Bigfoot, Goldilocks, and Moonshots: A Report from the Frontiers of Personalized Learning (EDUCAUSE Review)

Bigfoot, Goldilocks, and Moonshots: A Report from the Frontiers of Personalized Learning (EDUCAUSE Review)

by Josh Jarret

“The creativity of higher education innovators has produced three categories of solutions with the potential to break the “iron triangle” of cost, quality, and access.”

The shifting sands of learning technology and design requirements

Entering the Interaction Age: Implementing a Future Vision for Campus Learning Spaces

Andrew J. Milne

EDUCAUSE Review, vol. 42, no. 1 (January/February 2007): 12–31

Learning space design for higher education has become a popular topic of discussion as institutions attempt to chart a course for the future of their campuses. Several authors in EDUCAUSE publications have forecast the future for such spaces, a future infused with new and sometimes exotic-sounding technologies.1 Indeed, some discussions in the literature may cause readers to infer that the future campus will be populated largely with technologies that have yet to be invented. However, noteworthy elements of these future visions are already emerging, in the form of new technologies. The changing character of the product options, coupled with a lack of actionable research findings regarding the impact of particular technology solutions, can make it difficult for institutional planners to predict which of these ideas might yield the greatest near-term benefit and which might be best left for future work. But with directed effort, some ingenuity, and a future-focused vision, colleges and universities should be able to identify and leverage existing technologies with which to build aspects of the “future” campus learning space—today.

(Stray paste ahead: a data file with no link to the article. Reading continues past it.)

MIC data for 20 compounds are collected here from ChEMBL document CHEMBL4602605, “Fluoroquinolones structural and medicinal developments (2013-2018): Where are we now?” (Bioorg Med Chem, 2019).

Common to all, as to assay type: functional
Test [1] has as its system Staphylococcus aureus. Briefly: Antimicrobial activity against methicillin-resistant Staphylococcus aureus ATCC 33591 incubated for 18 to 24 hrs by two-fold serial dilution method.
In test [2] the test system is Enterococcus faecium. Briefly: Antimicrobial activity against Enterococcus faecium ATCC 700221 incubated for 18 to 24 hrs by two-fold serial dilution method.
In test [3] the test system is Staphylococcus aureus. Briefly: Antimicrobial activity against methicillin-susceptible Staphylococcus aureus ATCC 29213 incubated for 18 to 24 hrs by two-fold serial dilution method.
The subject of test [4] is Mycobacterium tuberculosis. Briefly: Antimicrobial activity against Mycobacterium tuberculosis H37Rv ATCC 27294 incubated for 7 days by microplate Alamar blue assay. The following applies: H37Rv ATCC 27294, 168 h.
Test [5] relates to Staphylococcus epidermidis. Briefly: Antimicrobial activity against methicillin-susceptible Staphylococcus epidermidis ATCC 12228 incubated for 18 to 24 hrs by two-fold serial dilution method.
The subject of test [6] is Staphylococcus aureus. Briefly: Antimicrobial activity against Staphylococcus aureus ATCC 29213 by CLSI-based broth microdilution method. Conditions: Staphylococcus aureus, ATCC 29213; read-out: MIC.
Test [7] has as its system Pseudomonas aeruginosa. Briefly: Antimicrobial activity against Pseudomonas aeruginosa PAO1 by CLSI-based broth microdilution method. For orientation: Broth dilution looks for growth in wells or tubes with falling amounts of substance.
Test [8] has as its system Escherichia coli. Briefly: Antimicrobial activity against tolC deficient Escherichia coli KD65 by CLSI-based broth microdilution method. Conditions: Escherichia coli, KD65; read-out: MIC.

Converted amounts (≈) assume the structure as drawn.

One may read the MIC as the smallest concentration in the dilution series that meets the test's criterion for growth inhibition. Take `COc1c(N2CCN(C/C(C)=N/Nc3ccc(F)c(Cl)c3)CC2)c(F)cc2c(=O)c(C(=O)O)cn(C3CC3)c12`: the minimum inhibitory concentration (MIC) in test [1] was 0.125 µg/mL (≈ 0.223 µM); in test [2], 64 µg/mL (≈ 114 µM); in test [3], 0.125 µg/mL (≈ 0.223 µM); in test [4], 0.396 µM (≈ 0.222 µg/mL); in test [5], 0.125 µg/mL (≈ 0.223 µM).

Replacing ye olde classroom

Future of the Learning Space: Breaking Out of the Box

Phillip D. Long and Stephen C. Ehrmann.

EDUCAUSE Review, vol. 40, no. 4 (July/August 2005): 42–58.

“For many people, the public image of higher education is the classroom: faculty talking, with students intently listening and taking notes. Students’ progress toward a degree is measured by time spent in classrooms. The daily pulse of a college or university is largely dictated by the classroom schedule as bells ring and the halls fill with students and faculty rushing to the next class. Many educators, however, increasingly argue that such classrooms are largely ineffective as learning environments and that they should not continue to be built.1 But what should take their place? In considering the future of the learning space, we will discuss (1) a few of the reasons why traditional classrooms are inadequate and need to change, (2) some ideas that break with these traditions, and (3) suggested areas for the planning team to keep in mind so that the team can come up with ideas for future learning spaces that are pioneering rather than imitative.”

Value of IT=support

From the Campus to the Future.
Diana G. Oblinger
EDUCAUSE Review, 45(1), 42-44. 2010.

The purpose of higher education is to equip students for success in life–in their workplaces, in their communities, and in their personal lives. Yet though this purpose has remained constant for centuries, colleges and universities themselves are undergoing major changes. The campus, the library, the refereed journal article, the classroom, and the traditional-age student–common features of higher education today–may be inadequate in describing higher education tomorrow. Although the purpose of higher education has not changed in centuries, information technology–with its drive for innovation and entrepreneurism–has increased the options for widening that purpose from the campus of today to the future of society worldwide. The value of information technology lies in the activities it supports, which span virtually every college and university system–for managing finances, learning, research, security, sustainability, and more. Information technology professionals thus need to understand the larger issues faced by their institutions: the drivers of change and the enablers, themes, and questions for the future.